astrodidact:

Andromeda Galaxy- Our Milky Way galaxy will no longer take the shape of a barred, spiral galaxy when the enormous Andromeda Galaxy merges with us. Andromeda currently lies approximately 2.6 million light years away and is heading towards our galaxy at around 80 miles per second. I wouldn’t worry just yet as this collision will take place in 3.5 billion years; that’s how far away Andromeda is. It’s size is estimated to be around 200,000 light years in diameter and is measured to contain nearly one trillion stars. By comparison, our own galaxy probably has close to 400 billion stars. This picture beautifully shows the center of the Andromeda surrounded by hot blue stars, which are usually very massive and have short lives. Just like our own galaxy, it is believed that at the center of Andromeda lies a supermassive black hole. Imagine a region of space only 5 light years in diameter (Roughly the distance to the nearest star, Alpha Centauri), that contains the mass of 10 million stars. This enormous amount of mass can not be explained by what is seen visually through stars, gas and dust. Measuring stars near the core of active galaxies has proven that those stars nearest the core are orbiting “something” at speeds near 3,000 miles per second. For contrast, our sun orbits the center of the Milky Way at 135 miles per second. The numbers sort of speak for themselves and further proves the existence of supermassive black holes in the center of galaxies such as our Milky Way and the Andromeda galaxies.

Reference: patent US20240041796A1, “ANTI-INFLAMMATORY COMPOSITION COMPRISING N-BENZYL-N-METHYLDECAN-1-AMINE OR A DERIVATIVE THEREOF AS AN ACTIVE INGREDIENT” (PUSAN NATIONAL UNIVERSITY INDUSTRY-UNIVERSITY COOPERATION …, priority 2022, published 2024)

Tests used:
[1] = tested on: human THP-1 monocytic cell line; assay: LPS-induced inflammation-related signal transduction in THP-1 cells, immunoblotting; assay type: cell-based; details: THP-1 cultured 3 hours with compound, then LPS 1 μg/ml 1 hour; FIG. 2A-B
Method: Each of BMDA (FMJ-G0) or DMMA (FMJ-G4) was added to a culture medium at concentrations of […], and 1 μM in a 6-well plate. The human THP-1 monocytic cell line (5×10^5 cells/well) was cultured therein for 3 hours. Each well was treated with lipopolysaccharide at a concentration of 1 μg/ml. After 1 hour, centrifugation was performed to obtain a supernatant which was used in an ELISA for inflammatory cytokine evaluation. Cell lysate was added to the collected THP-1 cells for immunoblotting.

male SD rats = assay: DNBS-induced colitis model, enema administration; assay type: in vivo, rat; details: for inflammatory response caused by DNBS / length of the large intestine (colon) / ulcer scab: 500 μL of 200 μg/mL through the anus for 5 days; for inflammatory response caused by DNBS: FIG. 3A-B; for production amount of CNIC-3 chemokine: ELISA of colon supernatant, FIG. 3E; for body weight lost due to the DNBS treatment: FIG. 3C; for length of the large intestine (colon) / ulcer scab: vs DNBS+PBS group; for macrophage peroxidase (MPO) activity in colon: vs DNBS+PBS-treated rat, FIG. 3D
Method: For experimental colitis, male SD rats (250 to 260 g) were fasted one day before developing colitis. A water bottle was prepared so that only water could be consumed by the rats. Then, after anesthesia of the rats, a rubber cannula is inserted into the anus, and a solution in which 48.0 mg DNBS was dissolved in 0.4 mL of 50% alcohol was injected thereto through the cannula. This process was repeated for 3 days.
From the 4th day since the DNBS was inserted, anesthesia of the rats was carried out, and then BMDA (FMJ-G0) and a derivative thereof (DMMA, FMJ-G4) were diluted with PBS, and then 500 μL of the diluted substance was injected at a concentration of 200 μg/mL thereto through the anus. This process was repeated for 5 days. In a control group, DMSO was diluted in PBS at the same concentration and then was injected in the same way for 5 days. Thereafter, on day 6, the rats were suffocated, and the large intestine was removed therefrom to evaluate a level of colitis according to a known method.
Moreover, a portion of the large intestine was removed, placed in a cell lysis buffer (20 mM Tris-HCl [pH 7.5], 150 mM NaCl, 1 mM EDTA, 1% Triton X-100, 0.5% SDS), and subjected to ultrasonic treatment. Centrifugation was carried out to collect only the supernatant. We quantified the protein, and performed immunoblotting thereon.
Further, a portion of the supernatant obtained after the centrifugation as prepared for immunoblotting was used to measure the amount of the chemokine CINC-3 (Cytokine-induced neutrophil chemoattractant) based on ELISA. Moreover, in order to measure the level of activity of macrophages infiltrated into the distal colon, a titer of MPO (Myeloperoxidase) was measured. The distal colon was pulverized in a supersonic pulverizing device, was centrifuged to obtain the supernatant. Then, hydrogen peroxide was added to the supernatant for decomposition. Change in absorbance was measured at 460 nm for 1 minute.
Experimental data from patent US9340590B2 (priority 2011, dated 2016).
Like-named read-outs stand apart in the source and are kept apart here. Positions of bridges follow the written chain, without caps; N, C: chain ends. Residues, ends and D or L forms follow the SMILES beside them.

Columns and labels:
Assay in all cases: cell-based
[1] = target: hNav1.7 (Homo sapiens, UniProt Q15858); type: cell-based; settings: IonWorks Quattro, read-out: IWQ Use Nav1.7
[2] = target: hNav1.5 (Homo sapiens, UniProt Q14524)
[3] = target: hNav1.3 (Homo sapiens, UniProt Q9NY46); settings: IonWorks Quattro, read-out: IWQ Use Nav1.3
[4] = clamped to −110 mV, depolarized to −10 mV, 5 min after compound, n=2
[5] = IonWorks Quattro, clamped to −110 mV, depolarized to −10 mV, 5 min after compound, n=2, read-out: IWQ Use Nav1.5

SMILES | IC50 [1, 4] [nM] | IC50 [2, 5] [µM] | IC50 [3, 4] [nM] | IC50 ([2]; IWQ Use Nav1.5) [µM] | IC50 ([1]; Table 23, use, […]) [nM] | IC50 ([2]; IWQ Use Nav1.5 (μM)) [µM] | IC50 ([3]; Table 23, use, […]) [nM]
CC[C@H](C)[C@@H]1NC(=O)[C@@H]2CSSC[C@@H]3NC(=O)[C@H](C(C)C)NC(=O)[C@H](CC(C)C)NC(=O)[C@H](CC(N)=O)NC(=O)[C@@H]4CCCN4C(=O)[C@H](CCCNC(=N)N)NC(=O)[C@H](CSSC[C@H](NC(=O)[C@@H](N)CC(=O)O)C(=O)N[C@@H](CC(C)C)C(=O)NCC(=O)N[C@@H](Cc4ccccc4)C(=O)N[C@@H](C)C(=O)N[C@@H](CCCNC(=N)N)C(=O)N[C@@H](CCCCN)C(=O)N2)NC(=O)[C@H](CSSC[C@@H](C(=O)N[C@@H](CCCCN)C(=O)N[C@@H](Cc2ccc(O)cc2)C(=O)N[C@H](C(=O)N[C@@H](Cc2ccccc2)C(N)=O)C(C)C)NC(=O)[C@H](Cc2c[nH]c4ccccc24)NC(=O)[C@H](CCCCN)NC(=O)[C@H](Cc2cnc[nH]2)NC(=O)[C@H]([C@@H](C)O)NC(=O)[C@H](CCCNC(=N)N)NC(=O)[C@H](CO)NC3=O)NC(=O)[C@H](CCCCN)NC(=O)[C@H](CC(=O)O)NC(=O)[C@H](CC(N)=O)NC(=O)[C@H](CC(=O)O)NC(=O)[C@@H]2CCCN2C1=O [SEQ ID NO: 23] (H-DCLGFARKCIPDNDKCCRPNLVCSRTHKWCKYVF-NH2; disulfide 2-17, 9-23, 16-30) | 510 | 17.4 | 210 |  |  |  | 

astrodidact:

Andromeda Galaxy- Our Milky Way galaxy will no longer take the shape of a barred, spiral galaxy when the enormous Andromeda Galaxy merges with us. Andromeda currently lies approximately 2.6 million light years away and is heading towards our galaxy at around 80 miles per second. I wouldn’t worry just yet as this collision will take place in 3.5 billion years; that’s how far away Andromeda is. It’s size is estimated to be around 200,000 light years in diameter and is measured to contain nearly one trillion stars. By comparison, our own galaxy probably has close to 400 billion stars. This picture beautifully shows the center of the Andromeda surrounded by hot blue stars, which are usually very massive and have short lives. Just like our own galaxy, it is believed that at the center of Andromeda lies a supermassive black hole. Imagine a region of space only 5 light years in diameter (Roughly the distance to the nearest star, Alpha Centauri), that contains the mass of 10 million stars. This enormous amount of mass can not be explained by what is seen visually through stars, gas and dust. Measuring stars near the core of active galaxies has proven that those stars nearest the core are orbiting “something” at speeds near 3,000 miles per second. For contrast, our sun orbits the center of the Milky Way at 135 miles per second. The numbers sort of speak for themselves and further proves the existence of supermassive black holes in the center of galaxies such as our Milky Way and the Andromeda galaxies.

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